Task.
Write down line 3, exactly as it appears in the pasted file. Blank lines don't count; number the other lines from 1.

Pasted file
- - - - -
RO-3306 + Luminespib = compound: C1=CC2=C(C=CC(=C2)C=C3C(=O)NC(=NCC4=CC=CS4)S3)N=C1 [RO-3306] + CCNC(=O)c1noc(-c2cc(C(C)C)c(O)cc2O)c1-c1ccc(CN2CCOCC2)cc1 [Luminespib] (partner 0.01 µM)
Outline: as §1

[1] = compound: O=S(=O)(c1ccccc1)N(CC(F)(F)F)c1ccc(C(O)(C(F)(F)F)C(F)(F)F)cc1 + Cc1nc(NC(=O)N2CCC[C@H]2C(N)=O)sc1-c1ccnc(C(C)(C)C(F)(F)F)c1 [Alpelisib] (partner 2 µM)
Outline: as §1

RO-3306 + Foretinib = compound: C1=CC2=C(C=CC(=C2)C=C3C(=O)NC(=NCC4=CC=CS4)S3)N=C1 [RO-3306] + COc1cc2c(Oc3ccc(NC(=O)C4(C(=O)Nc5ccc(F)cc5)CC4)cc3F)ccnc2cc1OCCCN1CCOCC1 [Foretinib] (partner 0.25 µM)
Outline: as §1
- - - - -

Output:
[1] = compound: O=S(=O)(c1ccccc1)N(CC(F)(F)F)c1ccc(C(O)(C(F)(F)F)C(F)(F)F)cc1 + Cc1nc(NC(=O)N2CCC[C@H]2C(N)=O)sc1-c1ccnc(C(C)(C)C(F)(F)F)c1 [Alpelisib] (partner 2 µM)